MADD Calls for Wider Use of Interlock Devices to Prevent Drunk Driving

By May Wilkerson 02/12/16

The car-locking systems have already saved over one million lives. 

MADD Calls for Wider Use of Interlock Devices to Prevent Drunk Driving
Photo viawikicommons

Mothers Against Drunk Drivers (MADD) has called for wider use of “interlocks” for convicted drunk drivers, a device that prevents a car from starting if the driver’s blood alcohol content is above the legal limit. In a report released yesterday, the organization said the devices have prevented 1.8 million cases of drunk driving across the US.

At a news conference yesterday, MADD urged Maryland lawmakers to back “Noah’s Bill,” which would require more people with DUI convictions to have an interlock on their car. The bill is named after Noah Leotta, a 24-year-old Maryland police officer who was killed while on duty by a suspected drunk driver in December. “I really don’t understand why such a commonsense law hasn’t passed,” said Noah’s father, Rich Leotta, who joined MADD in urging policymakers to support the bill. “The state of Maryland needs to do better. The nation needs to do better.”

The report was based on data from interlock device companies, which counted the number of times the ignition-lock devices stopped someone who was legally drunk from starting a car. “The fact that so many people have attempted to drive impaired—even after being caught and ordered to use an ignition interlock—tells us that we must put technology between all offenders and their cars,” said MADD’s president, Colleen Sheehey-Church. “Ignition interlocks save lives, and they could save even more lives if every offender is required to use the device after the first arrest.”

Every state mandates interlock devices in certain cases, but the laws vary from state-to-state, according to MADD. About half of states require the ignition locks for anyone convicted of driving with a BAC at or above the legal limit of 0.08%. In other states, the device isn’t required unless drivers had a higher BAC than .08. In Maryland, for example, the interlock device is voluntary for anyone convicted of driving with a BAC at or below .14%.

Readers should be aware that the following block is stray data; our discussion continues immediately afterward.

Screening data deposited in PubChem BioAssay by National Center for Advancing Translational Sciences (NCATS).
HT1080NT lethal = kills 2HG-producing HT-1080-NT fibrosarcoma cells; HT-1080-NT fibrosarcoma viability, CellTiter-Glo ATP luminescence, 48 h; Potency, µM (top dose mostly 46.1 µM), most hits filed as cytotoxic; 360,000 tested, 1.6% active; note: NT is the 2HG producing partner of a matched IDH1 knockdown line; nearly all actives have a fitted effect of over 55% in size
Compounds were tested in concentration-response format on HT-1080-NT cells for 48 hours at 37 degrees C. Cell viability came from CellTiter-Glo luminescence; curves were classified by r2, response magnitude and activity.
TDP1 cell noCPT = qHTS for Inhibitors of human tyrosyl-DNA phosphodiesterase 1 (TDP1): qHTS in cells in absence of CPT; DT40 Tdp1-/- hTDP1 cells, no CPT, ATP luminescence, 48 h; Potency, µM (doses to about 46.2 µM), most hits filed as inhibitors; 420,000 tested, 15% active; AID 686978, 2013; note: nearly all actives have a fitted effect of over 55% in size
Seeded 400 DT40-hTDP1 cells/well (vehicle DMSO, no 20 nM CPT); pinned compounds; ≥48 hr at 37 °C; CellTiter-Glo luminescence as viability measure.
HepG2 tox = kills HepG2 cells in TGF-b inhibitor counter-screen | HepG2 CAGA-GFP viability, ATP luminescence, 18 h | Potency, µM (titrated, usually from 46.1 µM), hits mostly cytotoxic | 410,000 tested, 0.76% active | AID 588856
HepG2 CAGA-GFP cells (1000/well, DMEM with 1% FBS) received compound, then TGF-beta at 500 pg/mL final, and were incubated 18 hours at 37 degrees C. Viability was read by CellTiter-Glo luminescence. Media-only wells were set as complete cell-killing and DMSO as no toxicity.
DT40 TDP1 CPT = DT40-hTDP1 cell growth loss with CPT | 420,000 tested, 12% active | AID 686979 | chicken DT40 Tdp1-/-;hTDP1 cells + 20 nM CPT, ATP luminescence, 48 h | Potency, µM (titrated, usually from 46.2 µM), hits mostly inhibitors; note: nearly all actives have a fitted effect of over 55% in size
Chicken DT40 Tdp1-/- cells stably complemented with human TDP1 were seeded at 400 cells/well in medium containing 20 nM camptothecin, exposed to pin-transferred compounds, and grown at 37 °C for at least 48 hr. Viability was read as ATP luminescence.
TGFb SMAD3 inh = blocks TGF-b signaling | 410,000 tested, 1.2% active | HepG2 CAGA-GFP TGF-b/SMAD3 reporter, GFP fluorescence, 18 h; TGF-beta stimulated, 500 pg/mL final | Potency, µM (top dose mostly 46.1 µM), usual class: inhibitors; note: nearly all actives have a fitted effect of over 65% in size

The American Beverage Institute, a trade organization that represents restaurants, has pushed back against Noah’s Bill, claiming that interlocks should be reserved only for “hardcore drunk drivers,” meaning multiple offenders or those with high blood-alcohol content. “Someone who is one sip over the legal limit shouldn’t automatically be treated the same as high-BAC offenders and repeat offenders,” said a spokeswoman for the group.

Drunk drivers killed 130 people in Maryland last year, according to Rich Leotta. “These other 129 people are also very special but do not have the voice Noah has been given,” he said. “So Noah is representing all the people of Maryland, and throughout the country, that have been needlessly killed and injured by drunk drivers.”

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May Wilkerson is a writer, comic and Managing Editor @someecards. Co-host of the podcast Crazy; In Bed w/alyssalimp. She is also the top Google result for "insufferable lunatic." Follow this insufferable lunatic on Twitter.

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